The Japan Foundation Center for Cultural Exchange in Vietnam has honored a Vietnamese girl with the Grand Prize at the 2nd International Furoshiki Design Contest for Students held in Japan on September 2010.
|The design work of Phan Khanh Trang who wins the Grand Prize at the 2nd International Furoshiki Design Contest for Students held in Japan on September 2010|
The annual International Furoshiki Design Contest for Students aims to encourage design students to create designs with Furoshiki, a wrapping cloth of Japan. The design theme for the 2nd contest was “Evoking a fusion of the student’s country with Japan.”
Furoshiki is a square piece of cloth used for various purposes such as wrapping and carrying items of different shapes. The etymology of furoshiki goes back to the Edo Period (1603-1868), when public bathhouses became widely accessible. The tradition was then handed down as a quintessential aspect of Japanese lifestyle through generations.
Public campaigns (3R) in recent years to protect the global environment and reevaluate Japanese culture caused people to rediscover Furoshiki, resulting in new ideas involving creativity beyond its traditional usage. The advantage of Furoshiki is that it can be re-used. By using Furoshiki, people can reduce the use of plastic bags and wrapping paper and thereby saving natural resources and the environment.
217 entries from countries like Germany, Indonesia, Australia, Canada, USA, Brazil, Russia, Singapore and Vietnam were submitted. This is the first time Vietnam has participated in the contest.The juries selected one winner of the Grand Prize, three winners for Prize for Excellence, ten winners for Merit Prize and ten winners for Honorable Mention.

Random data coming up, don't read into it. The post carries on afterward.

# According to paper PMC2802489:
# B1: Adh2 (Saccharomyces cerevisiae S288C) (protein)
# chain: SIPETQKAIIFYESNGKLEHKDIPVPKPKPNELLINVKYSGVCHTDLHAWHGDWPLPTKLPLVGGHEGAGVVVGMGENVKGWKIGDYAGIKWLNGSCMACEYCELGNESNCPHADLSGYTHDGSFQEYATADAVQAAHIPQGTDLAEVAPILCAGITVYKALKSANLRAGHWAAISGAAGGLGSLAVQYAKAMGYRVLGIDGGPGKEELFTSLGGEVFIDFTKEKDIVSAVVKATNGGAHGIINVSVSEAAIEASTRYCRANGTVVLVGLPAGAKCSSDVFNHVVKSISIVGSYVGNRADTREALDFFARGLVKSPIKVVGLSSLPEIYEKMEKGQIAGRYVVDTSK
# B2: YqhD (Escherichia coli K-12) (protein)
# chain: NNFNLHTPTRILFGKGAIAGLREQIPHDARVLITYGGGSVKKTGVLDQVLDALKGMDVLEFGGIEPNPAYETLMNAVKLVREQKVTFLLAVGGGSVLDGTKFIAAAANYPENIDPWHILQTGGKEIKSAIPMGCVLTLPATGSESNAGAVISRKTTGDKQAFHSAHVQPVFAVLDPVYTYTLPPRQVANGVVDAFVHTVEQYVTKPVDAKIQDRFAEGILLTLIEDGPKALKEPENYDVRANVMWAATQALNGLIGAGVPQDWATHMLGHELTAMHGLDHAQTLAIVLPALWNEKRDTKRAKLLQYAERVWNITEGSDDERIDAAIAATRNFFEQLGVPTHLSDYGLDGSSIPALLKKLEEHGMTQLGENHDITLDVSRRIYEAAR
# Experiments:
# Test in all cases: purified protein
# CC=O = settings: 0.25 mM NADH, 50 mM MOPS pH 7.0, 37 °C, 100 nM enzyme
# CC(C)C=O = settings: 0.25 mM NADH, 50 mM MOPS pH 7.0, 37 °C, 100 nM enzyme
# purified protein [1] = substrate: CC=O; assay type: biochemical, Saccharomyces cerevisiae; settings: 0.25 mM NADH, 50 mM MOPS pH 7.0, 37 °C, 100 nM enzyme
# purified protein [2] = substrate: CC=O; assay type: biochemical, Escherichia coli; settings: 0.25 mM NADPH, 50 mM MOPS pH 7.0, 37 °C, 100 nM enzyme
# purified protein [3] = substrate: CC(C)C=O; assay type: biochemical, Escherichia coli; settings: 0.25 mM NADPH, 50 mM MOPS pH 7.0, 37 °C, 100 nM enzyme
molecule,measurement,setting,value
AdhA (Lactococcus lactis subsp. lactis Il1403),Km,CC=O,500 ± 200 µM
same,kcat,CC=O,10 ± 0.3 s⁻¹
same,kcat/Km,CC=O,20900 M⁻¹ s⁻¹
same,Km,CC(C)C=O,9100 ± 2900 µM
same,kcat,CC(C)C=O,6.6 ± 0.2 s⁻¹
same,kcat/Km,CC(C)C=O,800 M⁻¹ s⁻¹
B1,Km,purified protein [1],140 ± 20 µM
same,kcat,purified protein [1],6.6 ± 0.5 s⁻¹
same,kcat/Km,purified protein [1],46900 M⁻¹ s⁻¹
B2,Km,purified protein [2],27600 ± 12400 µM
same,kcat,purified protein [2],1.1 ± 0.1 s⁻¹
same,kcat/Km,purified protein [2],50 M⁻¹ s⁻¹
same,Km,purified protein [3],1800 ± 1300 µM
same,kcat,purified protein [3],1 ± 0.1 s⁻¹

Five students from Vietnam were awarded prizes, including the Grand Prize whose design work will be officially produced for sale in art museums in Japan from 2011.
The awards ceremony will be held on March 3 at the Japan Foundation Center for Cultural Exchange in Vietnam, at 27 Quang Trung Street, Hoan Kiem, Hanoi accompanied with an exhibition on Furoshiki at the same venue.
An exhibition on Furoshiki will also open from March3 - 10, 2011 to display Furoshiki samples and objects, mainly from Japan but some from Vietnam, which were awarded prizes in the recent international contest.
Two Japanese experts, Ms. Handa Hiroki and Ms. Yamamoto Yoko, members of the Furoshiki Study Group, will introduce this Japanese technique for daily use through a workshop on March 2-3 at the Viet Duc High School and the Hanoi University in Hanoi. They will complete a series of workshops in Hue, Hoi An, Danang and Ho Chi Minh City by March 14 to help Vietnamese audiences learn a variety of wrapping styles with Furoshiki.
Admission at all venues will be free.